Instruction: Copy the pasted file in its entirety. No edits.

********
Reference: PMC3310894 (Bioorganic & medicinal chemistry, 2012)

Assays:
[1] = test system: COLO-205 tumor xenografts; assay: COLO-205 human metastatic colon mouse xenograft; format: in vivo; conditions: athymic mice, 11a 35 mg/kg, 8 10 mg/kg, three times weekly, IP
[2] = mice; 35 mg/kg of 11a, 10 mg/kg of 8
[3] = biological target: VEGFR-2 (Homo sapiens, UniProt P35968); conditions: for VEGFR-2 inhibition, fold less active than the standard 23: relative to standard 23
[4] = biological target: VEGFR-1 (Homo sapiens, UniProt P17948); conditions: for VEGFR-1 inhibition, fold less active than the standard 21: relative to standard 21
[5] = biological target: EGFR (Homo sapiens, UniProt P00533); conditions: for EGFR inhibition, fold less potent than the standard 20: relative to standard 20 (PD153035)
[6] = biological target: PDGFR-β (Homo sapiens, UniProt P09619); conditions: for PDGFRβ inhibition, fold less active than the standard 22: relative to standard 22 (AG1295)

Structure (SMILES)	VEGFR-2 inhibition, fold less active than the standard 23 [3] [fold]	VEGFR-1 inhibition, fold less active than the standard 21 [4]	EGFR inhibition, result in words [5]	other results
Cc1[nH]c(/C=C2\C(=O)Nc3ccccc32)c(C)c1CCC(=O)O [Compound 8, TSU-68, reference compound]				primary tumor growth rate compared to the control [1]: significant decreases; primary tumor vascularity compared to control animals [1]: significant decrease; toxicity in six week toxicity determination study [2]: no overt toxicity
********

Reference: PMC3310894 (Bioorganic & medicinal chemistry, 2012)

Assays:
[1] = test system: COLO-205 tumor xenografts; assay: COLO-205 human metastatic colon mouse xenograft; format: in vivo; conditions: athymic mice, 11a 35 mg/kg, 8 10 mg/kg, three times weekly, IP
[2] = mice; 35 mg/kg of 11a, 10 mg/kg of 8
[3] = biological target: VEGFR-2 (Homo sapiens, UniProt P35968); conditions: for VEGFR-2 inhibition, fold less active than the standard 23: relative to standard 23
[4] = biological target: VEGFR-1 (Homo sapiens, UniProt P17948); conditions: for VEGFR-1 inhibition, fold less active than the standard 21: relative to standard 21
[5] = biological target: EGFR (Homo sapiens, UniProt P00533); conditions: for EGFR inhibition, fold less potent than the standard 20: relative to standard 20 (PD153035)
[6] = biological target: PDGFR-β (Homo sapiens, UniProt P09619); conditions: for PDGFRβ inhibition, fold less active than the standard 22: relative to standard 22 (AG1295)

Structure (SMILES)	VEGFR-2 inhibition, fold less active than the standard 23 [3] [fold]	VEGFR-1 inhibition, fold less active than the standard 21 [4]	EGFR inhibition, result in words [5]	other results
Cc1[nH]c(/C=C2\C(=O)Nc3ccccc32)c(C)c1CCC(=O)O [Compound 8, TSU-68, reference compound]				primary tumor growth rate compared to the control [1]: significant decreases; primary tumor vascularity compared to control animals [1]: significant decrease; toxicity in six week toxicity determination study [2]: no overt toxicity